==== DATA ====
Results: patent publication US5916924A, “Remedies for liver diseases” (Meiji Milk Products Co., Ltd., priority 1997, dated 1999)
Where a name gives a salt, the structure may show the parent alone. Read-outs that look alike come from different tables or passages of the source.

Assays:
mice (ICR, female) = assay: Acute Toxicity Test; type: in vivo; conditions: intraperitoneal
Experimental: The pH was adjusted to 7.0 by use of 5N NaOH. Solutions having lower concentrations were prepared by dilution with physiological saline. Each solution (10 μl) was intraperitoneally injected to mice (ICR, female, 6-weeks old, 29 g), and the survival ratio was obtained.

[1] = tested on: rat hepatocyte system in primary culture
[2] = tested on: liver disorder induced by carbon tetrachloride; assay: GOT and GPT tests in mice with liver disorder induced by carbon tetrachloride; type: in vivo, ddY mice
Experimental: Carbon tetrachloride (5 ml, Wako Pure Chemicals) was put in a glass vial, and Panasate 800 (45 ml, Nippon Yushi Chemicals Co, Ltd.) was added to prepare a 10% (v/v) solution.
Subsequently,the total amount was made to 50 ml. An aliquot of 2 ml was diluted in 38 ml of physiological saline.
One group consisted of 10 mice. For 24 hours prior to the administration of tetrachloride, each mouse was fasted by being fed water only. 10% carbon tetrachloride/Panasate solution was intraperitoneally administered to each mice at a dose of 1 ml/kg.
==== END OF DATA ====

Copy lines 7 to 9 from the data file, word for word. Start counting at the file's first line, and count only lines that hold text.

[2] = tested on: liver disorder induced by carbon tetrachloride; assay: GOT and GPT tests in mice with liver disorder induced by carbon tetrachloride; type: in vivo, ddY mice
Experimental: Carbon tetrachloride (5 ml, Wako Pure Chemicals) was put in a glass vial, and Panasate 800 (45 ml, Nippon Yushi Chemicals Co, Ltd.) was added to prepare a 10% (v/v) solution.
Subsequently,the total amount was made to 50 ml. An aliquot of 2 ml was diluted in 38 ml of physiological saline.